After reading a sideways Wired article about a Massively multiplayer online game (MMOG) called Second Life, I figured I would go check out this game and see what was up. It is worth a look. :)

(This is a stub article. If you would like to expand it, then leave a comment and prove that this blog is even being read at the moment, and perhaps I'll elaborate on my thoughts about this subject. Furthermore if you do not get the point of this joke, then you need to go and spend some more time on a wiki. Thank you :)

Posted by jesse at 11:45 PM | Comments (2)

September 26, 2004


Chris recently posted about dreaming (and he has no trackback) so I figure it's high time I should talk about it too.

I can remember my dreams. Not always, but more frequently than you can. So I know lots about the mechanics of dreaming. And I'm not talking symbolism of missing teeth or any of that astrological hoo ha.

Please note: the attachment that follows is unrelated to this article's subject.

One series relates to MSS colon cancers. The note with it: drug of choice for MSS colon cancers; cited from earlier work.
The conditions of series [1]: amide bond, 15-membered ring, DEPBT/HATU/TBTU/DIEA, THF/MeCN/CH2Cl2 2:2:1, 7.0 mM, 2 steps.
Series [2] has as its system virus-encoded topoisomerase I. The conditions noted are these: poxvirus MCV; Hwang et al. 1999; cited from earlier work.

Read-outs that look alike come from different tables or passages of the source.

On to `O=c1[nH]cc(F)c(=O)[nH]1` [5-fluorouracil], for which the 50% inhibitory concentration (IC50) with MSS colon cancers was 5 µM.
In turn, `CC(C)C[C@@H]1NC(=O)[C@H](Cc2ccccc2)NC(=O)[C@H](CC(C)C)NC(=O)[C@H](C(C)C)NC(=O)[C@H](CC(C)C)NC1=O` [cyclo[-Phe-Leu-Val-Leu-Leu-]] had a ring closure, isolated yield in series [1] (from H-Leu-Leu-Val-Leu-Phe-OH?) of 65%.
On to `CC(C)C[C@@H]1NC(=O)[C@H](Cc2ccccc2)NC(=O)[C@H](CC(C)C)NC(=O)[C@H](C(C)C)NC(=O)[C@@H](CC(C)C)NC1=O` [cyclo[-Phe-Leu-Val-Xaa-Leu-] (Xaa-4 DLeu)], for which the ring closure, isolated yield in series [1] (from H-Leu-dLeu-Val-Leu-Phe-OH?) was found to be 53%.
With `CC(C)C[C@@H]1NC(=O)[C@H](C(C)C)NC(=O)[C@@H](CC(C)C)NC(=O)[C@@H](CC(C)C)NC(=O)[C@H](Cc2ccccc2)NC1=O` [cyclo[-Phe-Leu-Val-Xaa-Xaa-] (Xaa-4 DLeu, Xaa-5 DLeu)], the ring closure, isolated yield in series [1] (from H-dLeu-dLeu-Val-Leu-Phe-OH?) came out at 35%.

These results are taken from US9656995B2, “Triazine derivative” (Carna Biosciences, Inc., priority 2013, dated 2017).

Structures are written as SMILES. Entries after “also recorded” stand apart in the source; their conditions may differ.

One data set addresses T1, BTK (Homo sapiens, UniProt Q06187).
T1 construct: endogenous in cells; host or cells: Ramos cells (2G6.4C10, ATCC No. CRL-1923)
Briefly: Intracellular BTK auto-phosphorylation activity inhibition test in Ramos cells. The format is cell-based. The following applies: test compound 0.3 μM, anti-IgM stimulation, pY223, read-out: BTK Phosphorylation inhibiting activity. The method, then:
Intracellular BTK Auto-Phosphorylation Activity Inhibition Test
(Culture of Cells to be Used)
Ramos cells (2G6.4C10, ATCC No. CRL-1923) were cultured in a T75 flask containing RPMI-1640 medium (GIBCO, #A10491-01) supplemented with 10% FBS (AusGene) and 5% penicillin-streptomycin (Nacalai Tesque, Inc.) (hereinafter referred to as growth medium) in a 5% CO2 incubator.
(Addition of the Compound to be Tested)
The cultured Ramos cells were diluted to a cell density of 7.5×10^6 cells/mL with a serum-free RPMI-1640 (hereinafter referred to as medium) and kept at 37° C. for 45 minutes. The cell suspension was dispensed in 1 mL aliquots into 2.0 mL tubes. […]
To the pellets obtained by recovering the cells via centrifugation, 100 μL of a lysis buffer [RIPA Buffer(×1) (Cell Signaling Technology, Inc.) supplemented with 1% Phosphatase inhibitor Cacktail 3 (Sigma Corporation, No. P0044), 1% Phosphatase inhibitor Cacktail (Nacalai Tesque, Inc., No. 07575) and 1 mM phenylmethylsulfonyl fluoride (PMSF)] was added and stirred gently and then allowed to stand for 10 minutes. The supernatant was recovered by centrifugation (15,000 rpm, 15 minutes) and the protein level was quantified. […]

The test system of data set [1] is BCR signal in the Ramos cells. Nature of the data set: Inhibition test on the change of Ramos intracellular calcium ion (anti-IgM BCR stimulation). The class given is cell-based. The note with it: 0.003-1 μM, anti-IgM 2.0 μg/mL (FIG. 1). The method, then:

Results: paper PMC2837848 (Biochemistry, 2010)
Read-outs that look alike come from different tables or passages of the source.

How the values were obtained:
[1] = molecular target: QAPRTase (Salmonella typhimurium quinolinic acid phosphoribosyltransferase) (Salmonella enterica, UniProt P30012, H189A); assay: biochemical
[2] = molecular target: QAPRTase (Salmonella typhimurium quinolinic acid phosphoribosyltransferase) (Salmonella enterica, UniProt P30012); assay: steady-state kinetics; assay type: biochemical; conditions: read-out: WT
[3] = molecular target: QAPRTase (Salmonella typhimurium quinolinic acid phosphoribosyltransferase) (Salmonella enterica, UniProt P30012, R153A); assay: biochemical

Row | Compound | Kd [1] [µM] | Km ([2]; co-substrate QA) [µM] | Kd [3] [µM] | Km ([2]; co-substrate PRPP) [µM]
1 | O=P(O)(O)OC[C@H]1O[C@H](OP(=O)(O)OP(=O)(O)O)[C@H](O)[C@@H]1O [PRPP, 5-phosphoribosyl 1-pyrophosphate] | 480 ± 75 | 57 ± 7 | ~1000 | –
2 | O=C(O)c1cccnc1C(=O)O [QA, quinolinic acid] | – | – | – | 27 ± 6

Dreams are rad.. unless you're having nightmares. They are fun to talk/write about, interesting to read about/listen to, more entertaining to have and cheaper than a movie. And of course they have volumes to tell about us as a species.

So I propose a Dream Wiki! If you all are with me, I shall convert my stillborn Brain Surf wiki into a place where anyone's dreams can be catalogued and discussed. I'll be able to enter several hundred time permitting, as I can remember dreams I have had as far back as Kindergarten.

So let me know if such a project sounds intriguing.

Also, this happens to be my 100th blog entry. Yay blog! Thanks for visiting :)

Posted by jesse at 02:18 AM | Comments (2)

September 25, 2004


We always hear about the wonderous content management properties of a Wiki.. it's ability to self correct, it's ability to harness the zeal of a community. But seriously, aside from Wikipedia what other wiki's have really garnered any spotlight?

I've seen a few wiki documentation pages such as the one for NoCatAuth but a good percentage of the time when I check them out they have been extensively trolled and nobody has done anything about it.

So what are some other good examples people? Is wiki really all hype? :)

Posted by jesse at 12:59 PM | Comments (0)

September 24, 2004

No soup for... who?